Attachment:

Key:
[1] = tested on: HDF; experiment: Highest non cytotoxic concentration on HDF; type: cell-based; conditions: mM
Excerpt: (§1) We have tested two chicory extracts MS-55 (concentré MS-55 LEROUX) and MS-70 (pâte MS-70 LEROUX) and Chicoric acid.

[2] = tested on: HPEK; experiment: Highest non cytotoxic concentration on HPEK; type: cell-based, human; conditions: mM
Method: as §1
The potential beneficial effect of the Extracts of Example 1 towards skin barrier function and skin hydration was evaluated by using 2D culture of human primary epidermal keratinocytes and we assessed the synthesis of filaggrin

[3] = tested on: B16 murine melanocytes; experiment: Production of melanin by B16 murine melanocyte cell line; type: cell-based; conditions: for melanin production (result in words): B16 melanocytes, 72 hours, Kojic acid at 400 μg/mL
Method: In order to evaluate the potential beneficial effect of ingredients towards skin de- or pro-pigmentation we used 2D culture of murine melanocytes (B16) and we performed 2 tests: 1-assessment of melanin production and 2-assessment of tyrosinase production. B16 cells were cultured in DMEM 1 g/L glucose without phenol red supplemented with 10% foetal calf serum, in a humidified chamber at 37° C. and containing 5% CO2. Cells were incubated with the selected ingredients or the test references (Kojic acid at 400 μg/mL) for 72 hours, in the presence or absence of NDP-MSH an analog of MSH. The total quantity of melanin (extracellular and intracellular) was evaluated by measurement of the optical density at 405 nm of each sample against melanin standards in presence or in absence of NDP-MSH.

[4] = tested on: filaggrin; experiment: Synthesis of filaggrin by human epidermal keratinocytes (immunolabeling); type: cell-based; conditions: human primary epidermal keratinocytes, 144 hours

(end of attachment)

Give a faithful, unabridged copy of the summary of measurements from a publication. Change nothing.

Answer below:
Key:
[1] = tested on: HDF; experiment: Highest non cytotoxic concentration on HDF; type: cell-based; conditions: mM
Excerpt: (§1) We have tested two chicory extracts MS-55 (concentré MS-55 LEROUX) and MS-70 (pâte MS-70 LEROUX) and Chicoric acid.

[2] = tested on: HPEK; experiment: Highest non cytotoxic concentration on HPEK; type: cell-based, human; conditions: mM
Method: as §1
The potential beneficial effect of the Extracts of Example 1 towards skin barrier function and skin hydration was evaluated by using 2D culture of human primary epidermal keratinocytes and we assessed the synthesis of filaggrin

[3] = tested on: B16 murine melanocytes; experiment: Production of melanin by B16 murine melanocyte cell line; type: cell-based; conditions: for melanin production (result in words): B16 melanocytes, 72 hours, Kojic acid at 400 μg/mL
Method: In order to evaluate the potential beneficial effect of ingredients towards skin de- or pro-pigmentation we used 2D culture of murine melanocytes (B16) and we performed 2 tests: 1-assessment of melanin production and 2-assessment of tyrosinase production. B16 cells were cultured in DMEM 1 g/L glucose without phenol red supplemented with 10% foetal calf serum, in a humidified chamber at 37° C. and containing 5% CO2. Cells were incubated with the selected ingredients or the test references (Kojic acid at 400 μg/mL) for 72 hours, in the presence or absence of NDP-MSH an analog of MSH. The total quantity of melanin (extracellular and intracellular) was evaluated by measurement of the optical density at 405 nm of each sample against melanin standards in presence or in absence of NDP-MSH.

[4] = tested on: filaggrin; experiment: Synthesis of filaggrin by human epidermal keratinocytes (immunolabeling); type: cell-based; conditions: human primary epidermal keratinocytes, 144 hours